(Exit APOLLO, OEDIPUS, and THE MAN WITH THE NOTEBOOK. Enter THE CHORUS.)
We are the plagues, the famines, and the wars;
When the crops grow too tall
or men too fat
We soon take care of that
We soon take care of that.
And when they've buried their dead
And sowed their fields with new grain
They hope it was the last time;
They hope it won't happen again.
We are the plagues, the famines, and the wars;
Merely asleep, in some dark cave,
like rats and wolves and bats;
And when men grow too sure of themselves
and plan too far ahead,
it wakes us up, and we crawl out,
and strike them dead.
We are the plagues, the famines, and the wars;
Not always here, but never far away;
And men can knock on wood for all they're worth,
consult their horoscopes, avoid black cats, and pray;
The rustle of their crops will wake us up,
and things will take their course;
because we always come back like the night:
the plagues, the famines, and the wars.
(Exit THE CHORUS. Enter APOLLO.)
When the plague struck, the first thing to do was of course to consult the oracle at Delphi. And the oracle said:
The murderer of Laius lives among you!
Remove the murderer of Laius to end the plague!
So Oedipus, like the good king he was, immediately started looking for the murderer of Laius. He checked old rumours, and dug up some old witnesses: there was the slave, the only survivor of those who had travelled with Laius from Delphi, who had seen the killer of Laius and had kept very quiet ever since; and an even older shepherd who seemed to remember something about a baby at the foot of Mount Cithaeron. And then a letter arrived from Queen Periboea of Corinth. King Polybus has died, a natural death from old age, and she now felt free to reveal Oedipus's origins. And, for a finishing touch, Tiresias, the blind seer, stepped forward and completed the story. From grief and shame, Iocasta hanged herself, and Oedipus put out his eyes and left Thebes to wander over the face of the earth, a blind old man finally to die in a far land; some say swallowed up by the earth during an earthquake, near Colonus.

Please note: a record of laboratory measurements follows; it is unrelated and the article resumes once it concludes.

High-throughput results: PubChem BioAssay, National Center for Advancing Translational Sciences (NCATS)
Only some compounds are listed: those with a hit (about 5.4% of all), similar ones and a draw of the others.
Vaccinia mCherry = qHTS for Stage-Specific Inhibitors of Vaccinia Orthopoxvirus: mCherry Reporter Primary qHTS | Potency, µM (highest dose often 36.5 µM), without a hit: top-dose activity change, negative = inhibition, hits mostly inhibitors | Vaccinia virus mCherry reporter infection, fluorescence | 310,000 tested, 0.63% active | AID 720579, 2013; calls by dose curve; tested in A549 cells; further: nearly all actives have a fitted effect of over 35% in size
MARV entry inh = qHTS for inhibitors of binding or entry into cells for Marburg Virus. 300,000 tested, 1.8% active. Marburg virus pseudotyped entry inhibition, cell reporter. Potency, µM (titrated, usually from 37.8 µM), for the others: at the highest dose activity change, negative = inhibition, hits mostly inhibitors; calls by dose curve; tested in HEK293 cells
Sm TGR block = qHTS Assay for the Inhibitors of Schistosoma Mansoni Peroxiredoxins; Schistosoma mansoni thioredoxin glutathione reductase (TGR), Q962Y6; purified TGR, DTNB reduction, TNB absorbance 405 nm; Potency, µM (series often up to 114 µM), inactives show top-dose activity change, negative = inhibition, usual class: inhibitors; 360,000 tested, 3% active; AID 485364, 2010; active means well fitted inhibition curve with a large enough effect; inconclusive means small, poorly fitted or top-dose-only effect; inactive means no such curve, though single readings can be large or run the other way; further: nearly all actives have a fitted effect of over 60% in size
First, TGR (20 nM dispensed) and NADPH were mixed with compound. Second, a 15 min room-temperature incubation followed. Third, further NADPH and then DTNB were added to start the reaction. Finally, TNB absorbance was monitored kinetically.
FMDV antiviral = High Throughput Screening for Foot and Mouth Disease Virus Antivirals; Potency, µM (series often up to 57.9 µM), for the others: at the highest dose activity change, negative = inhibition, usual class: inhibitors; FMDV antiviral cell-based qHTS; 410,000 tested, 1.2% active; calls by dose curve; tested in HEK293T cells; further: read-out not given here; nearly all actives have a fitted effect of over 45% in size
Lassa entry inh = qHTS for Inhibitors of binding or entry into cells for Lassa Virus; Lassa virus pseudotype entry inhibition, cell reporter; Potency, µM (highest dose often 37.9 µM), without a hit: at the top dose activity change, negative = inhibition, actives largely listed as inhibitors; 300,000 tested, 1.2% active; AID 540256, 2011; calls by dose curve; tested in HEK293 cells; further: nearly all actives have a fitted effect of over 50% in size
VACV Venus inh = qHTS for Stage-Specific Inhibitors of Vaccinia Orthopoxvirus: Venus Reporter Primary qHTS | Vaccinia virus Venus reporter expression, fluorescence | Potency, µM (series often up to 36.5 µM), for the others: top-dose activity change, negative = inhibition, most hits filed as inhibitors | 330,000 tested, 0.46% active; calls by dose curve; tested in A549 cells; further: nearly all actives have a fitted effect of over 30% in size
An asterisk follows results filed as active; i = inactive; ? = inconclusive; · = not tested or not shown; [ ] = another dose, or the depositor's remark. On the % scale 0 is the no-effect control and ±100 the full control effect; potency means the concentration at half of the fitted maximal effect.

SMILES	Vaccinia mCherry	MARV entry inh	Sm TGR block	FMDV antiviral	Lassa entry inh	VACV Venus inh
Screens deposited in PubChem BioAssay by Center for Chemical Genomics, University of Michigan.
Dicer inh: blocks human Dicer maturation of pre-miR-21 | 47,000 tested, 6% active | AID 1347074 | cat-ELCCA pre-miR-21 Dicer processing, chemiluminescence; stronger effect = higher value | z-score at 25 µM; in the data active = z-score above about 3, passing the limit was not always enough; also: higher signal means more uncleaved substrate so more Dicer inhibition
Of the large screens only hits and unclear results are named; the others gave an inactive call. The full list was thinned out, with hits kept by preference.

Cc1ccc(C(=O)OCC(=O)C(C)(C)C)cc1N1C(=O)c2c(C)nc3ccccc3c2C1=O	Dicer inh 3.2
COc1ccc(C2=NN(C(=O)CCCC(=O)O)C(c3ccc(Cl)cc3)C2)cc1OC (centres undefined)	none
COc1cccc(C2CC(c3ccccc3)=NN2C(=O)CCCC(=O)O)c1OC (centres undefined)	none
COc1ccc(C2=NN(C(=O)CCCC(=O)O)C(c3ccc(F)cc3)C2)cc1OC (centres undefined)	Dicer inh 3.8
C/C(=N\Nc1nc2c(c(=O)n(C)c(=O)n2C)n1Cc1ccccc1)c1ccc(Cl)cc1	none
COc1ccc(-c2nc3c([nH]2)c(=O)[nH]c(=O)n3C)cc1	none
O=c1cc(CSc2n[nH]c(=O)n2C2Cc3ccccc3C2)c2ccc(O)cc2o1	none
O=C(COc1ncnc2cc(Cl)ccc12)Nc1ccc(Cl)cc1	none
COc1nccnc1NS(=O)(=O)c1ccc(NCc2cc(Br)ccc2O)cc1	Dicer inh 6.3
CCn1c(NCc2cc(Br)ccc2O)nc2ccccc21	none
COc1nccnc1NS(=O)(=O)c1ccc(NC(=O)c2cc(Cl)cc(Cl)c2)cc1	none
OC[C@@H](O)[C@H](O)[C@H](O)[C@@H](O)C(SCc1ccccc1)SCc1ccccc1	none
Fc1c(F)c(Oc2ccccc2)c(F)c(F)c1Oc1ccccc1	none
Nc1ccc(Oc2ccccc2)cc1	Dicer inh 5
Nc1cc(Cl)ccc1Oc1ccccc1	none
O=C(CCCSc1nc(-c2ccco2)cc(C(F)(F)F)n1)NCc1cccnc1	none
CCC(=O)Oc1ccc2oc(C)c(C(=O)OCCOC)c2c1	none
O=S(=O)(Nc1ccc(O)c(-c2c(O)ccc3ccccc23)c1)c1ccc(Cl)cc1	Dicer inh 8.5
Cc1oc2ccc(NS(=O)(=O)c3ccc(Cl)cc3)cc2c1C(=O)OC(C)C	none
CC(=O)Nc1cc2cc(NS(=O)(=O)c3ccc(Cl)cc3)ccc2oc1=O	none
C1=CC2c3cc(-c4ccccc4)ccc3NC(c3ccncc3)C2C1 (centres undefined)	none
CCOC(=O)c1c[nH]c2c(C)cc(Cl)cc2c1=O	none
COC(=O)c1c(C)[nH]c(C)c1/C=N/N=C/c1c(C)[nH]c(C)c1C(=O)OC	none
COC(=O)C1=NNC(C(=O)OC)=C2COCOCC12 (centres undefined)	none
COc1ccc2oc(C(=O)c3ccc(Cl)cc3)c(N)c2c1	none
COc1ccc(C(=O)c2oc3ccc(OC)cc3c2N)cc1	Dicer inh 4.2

(APOLLO leaves the stage. The tapping of a stick is heard. Enter OEDIPUS, old and blind. From the opposite direction comes the tapping of another stick, and TIRESIAS also enters and walks slowly towards the centre of the stage.)
Is that you, Tiresias?
Yes. So you have learned to recognise other blind men by the tapping of their sticks, Oedipus?
Yes, I have. Some are timid and slow, others more confident and faster.
(Tapping, finds a chair and sits down. Tiresias does the same.)
Interesting how you get used to being blind and discover all sorts of tricks to get around.
Don't forget that in your case the blindness was self-inflicted, so you can't blame fate or anyone else for it.
Narrowly speaking, no; but I do bear fate and people grudge for a few other things they did to me.
You must admit that you did occasionally provoke the fate, if only by trying to avoid it.
But you might also say that the fate provoked me first, if only by revealing itself to me. I sometimes wonder whether Apollo's oracle at Delphi does more harm than good by telling the future. You yourself also do such things, Tiresias. The moment people know something about their fate, they try to take it into their own hands, and usually make an awful mess of it.
Listen who's talking, after a lifetime of doing exactly that. You know, there must be somewhere - and if there isn't there will be - some religious sect praying to their god not to lead them into temptation; not succumbing to temptation or anything of the sort, but not even being led into it. Would that suit you, Oedipus?
Life without temptation? No, thank you; it would probably not be worth living. By the way, how much truth is there in all those stories they tell about you?
There are two versions of the old saying: ask no questions and you'll be told no lies, and ask no questions and you won't be told the truth.
(Enter THE MAN WITH THE NOTEBOOK, leafing through the notebook.)
THE MAN WITH THE NOTEBOOK:
Now let's see, Tiresias; aha, here it is. According to one version, you have been blinded by Athena because you had watched her undressing to bathe.
It was not necessarily a punishment; it could also be interpreted as a blessing and a gift for the rest of one's life. No one who had seen Athena naked has any need to look at another naked woman as long as he lives; on the contrary, blind, he is free to imagine that all women he sleeps with are like her, an illusion his eyesight would only destroy.
THE MAN WITH THE NOTEBOOK:
According to another story, you once saw a pair of snakes coupling in the grass and killed one of them which happened to be the female, and you have been turned into a woman. Then, a few years later, you saw another pair of snakes coupling and this time killed the male and became a man again.
Yes, and also that during those few years as a woman you became the most celebrated harlot of the times. And wasn't there another version of how you lost your sight?
THE MAN WITH THE NOTEBOOK:
Yes, the gods again. Once, an argument broke out between Zeus and his wife Hera. She was maintaining that men got more pleasure out of lovemaking than women, and Zeus contradicted her. The argument could only be solved by someone who had been both a man and a woman, so Tiresias was brought in, and said that women got ten times more pleasure out of love than men. The enraged Hera struck him blind, but as compensation Zeus gave him the gift of prophesy, and also an extremely long life; some say seven generations and some nine.